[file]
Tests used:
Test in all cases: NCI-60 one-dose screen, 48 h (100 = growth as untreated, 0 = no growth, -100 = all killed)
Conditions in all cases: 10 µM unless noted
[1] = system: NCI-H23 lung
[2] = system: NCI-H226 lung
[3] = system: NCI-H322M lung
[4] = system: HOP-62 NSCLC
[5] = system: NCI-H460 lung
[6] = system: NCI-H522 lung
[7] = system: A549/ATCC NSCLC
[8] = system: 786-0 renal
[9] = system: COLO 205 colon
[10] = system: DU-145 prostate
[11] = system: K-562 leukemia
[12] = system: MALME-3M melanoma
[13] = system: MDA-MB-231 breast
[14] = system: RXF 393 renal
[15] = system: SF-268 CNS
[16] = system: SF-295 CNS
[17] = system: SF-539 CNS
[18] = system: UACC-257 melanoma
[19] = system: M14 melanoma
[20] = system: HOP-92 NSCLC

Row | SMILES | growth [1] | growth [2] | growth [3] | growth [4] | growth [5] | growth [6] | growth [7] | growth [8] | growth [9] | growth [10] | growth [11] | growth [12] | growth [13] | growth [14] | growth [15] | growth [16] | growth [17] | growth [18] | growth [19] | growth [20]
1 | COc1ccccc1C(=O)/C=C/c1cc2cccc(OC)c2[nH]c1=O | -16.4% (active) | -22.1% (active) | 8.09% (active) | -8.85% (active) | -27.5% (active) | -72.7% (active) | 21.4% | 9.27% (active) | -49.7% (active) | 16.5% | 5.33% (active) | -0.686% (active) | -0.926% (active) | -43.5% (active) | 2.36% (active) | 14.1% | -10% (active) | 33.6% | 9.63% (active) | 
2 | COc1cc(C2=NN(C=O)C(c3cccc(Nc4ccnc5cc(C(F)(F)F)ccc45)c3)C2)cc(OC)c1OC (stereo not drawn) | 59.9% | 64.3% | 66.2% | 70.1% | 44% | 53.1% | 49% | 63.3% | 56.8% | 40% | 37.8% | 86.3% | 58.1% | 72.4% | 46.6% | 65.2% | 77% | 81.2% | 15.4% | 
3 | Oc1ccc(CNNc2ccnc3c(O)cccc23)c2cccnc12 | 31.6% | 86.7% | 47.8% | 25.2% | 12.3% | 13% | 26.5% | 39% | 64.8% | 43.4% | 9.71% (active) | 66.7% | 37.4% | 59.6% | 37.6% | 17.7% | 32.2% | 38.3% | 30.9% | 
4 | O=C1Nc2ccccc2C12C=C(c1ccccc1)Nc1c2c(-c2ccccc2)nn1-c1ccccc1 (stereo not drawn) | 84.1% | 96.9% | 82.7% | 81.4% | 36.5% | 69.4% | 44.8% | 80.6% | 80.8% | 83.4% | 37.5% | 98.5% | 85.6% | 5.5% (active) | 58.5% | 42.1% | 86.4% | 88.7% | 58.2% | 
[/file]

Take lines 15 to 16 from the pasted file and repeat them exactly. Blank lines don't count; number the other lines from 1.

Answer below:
[12] = system: MALME-3M melanoma
[13] = system: MDA-MB-231 breast